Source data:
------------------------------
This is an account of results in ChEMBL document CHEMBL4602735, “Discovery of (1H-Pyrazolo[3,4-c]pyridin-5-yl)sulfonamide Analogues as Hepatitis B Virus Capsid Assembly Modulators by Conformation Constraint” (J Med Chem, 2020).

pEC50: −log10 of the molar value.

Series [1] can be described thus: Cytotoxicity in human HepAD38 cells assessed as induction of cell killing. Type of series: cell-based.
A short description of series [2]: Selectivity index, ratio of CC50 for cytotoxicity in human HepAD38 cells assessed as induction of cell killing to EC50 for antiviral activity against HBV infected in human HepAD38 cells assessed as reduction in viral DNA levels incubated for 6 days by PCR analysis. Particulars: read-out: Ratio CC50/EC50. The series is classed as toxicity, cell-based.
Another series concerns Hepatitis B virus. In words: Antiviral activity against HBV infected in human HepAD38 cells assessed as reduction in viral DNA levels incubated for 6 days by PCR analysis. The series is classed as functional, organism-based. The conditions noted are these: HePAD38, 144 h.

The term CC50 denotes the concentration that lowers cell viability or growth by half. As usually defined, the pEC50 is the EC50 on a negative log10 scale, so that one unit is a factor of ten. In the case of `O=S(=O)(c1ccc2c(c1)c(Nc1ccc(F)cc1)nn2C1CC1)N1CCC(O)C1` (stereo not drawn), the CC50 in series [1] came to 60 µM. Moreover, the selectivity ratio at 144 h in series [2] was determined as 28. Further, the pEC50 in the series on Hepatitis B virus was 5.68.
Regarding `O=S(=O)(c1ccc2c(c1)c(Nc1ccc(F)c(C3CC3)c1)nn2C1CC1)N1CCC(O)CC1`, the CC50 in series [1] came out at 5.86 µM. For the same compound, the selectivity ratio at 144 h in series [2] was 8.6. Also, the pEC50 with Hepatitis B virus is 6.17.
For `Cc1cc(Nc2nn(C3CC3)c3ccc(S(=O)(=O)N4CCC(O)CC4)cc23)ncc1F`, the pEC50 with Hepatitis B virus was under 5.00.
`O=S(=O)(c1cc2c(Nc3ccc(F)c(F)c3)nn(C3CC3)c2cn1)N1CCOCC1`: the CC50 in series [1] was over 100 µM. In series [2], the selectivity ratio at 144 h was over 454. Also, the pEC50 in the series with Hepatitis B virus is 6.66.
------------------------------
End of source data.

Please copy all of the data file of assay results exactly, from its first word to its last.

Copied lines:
This is an account of results in ChEMBL document CHEMBL4602735, “Discovery of (1H-Pyrazolo[3,4-c]pyridin-5-yl)sulfonamide Analogues as Hepatitis B Virus Capsid Assembly Modulators by Conformation Constraint” (J Med Chem, 2020).

pEC50: −log10 of the molar value.

Series [1] can be described thus: Cytotoxicity in human HepAD38 cells assessed as induction of cell killing. Type of series: cell-based.
A short description of series [2]: Selectivity index, ratio of CC50 for cytotoxicity in human HepAD38 cells assessed as induction of cell killing to EC50 for antiviral activity against HBV infected in human HepAD38 cells assessed as reduction in viral DNA levels incubated for 6 days by PCR analysis. Particulars: read-out: Ratio CC50/EC50. The series is classed as toxicity, cell-based.
Another series concerns Hepatitis B virus. In words: Antiviral activity against HBV infected in human HepAD38 cells assessed as reduction in viral DNA levels incubated for 6 days by PCR analysis. The series is classed as functional, organism-based. The conditions noted are these: HePAD38, 144 h.

The term CC50 denotes the concentration that lowers cell viability or growth by half. As usually defined, the pEC50 is the EC50 on a negative log10 scale, so that one unit is a factor of ten. In the case of `O=S(=O)(c1ccc2c(c1)c(Nc1ccc(F)cc1)nn2C1CC1)N1CCC(O)C1` (stereo not drawn), the CC50 in series [1] came to 60 µM. Moreover, the selectivity ratio at 144 h in series [2] was determined as 28. Further, the pEC50 in the series on Hepatitis B virus was 5.68.
Regarding `O=S(=O)(c1ccc2c(c1)c(Nc1ccc(F)c(C3CC3)c1)nn2C1CC1)N1CCC(O)CC1`, the CC50 in series [1] came out at 5.86 µM. For the same compound, the selectivity ratio at 144 h in series [2] was 8.6. Also, the pEC50 with Hepatitis B virus is 6.17.
For `Cc1cc(Nc2nn(C3CC3)c3ccc(S(=O)(=O)N4CCC(O)CC4)cc23)ncc1F`, the pEC50 with Hepatitis B virus was under 5.00.
`O=S(=O)(c1cc2c(Nc3ccc(F)c(F)c3)nn(C3CC3)c2cn1)N1CCOCC1`: the CC50 in series [1] was over 100 µM. In series [2], the selectivity ratio at 144 h was over 454. Also, the pEC50 in the series with Hepatitis B virus is 6.66.